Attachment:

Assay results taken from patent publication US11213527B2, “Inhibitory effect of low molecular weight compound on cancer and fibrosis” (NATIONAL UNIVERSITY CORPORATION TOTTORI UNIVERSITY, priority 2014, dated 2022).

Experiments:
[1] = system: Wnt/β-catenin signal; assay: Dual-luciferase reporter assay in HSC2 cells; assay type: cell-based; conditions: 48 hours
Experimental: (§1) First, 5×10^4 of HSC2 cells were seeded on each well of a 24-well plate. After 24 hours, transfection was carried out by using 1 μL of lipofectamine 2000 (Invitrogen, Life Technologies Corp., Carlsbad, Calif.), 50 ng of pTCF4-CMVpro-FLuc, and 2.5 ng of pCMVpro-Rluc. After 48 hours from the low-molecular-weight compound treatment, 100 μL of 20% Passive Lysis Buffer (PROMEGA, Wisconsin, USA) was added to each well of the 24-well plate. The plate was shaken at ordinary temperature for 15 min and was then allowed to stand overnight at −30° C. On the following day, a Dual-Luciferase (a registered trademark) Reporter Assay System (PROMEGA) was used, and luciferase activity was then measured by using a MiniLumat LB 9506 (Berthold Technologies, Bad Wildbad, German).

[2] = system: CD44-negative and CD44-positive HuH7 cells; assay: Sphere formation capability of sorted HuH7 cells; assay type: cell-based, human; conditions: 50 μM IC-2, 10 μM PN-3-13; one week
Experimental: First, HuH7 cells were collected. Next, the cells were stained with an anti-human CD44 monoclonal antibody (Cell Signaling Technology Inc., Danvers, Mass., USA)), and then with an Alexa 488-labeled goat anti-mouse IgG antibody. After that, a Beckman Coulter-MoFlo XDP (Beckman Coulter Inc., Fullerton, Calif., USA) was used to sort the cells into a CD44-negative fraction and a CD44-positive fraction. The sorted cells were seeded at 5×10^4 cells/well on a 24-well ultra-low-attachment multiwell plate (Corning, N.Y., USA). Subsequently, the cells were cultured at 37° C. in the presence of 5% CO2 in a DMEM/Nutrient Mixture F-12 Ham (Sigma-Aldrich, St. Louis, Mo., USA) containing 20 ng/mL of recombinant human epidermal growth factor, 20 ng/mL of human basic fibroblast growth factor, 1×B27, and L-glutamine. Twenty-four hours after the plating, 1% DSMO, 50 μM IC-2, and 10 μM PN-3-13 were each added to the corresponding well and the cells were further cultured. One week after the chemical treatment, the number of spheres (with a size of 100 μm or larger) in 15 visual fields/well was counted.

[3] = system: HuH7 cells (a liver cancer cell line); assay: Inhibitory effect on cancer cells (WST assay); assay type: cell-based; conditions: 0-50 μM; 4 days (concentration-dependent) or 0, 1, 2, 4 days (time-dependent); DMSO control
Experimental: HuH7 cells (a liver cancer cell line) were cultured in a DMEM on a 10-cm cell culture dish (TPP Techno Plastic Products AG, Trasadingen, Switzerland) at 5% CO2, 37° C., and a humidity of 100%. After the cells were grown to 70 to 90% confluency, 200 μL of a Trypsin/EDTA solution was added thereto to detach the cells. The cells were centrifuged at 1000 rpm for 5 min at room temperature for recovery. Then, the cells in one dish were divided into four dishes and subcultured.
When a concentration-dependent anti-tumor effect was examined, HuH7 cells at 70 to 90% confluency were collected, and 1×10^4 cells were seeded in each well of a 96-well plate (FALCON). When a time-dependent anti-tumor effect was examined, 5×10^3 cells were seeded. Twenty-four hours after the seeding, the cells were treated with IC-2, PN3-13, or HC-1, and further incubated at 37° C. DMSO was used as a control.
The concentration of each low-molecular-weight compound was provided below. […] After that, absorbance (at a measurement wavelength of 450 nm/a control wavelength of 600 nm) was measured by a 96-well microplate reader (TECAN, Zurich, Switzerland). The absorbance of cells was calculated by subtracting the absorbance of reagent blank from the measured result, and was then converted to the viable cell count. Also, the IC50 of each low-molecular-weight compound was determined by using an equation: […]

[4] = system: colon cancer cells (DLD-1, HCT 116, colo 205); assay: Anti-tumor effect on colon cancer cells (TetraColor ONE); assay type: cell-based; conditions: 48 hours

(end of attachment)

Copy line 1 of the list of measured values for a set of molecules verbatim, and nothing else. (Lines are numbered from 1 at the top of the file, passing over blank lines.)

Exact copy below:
Assay results taken from patent publication US11213527B2, “Inhibitory effect of low molecular weight compound on cancer and fibrosis” (NATIONAL UNIVERSITY CORPORATION TOTTORI UNIVERSITY, priority 2014, dated 2022).